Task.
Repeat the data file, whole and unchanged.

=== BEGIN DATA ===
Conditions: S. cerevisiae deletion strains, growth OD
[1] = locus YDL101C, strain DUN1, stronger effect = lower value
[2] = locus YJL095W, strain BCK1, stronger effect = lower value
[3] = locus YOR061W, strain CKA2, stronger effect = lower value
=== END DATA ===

Conditions: S. cerevisiae deletion strains, growth OD
[1] = locus YDL101C, strain DUN1, stronger effect = lower value
[2] = locus YJL095W, strain BCK1, stronger effect = lower value
[3] = locus YOR061W, strain CKA2, stronger effect = lower value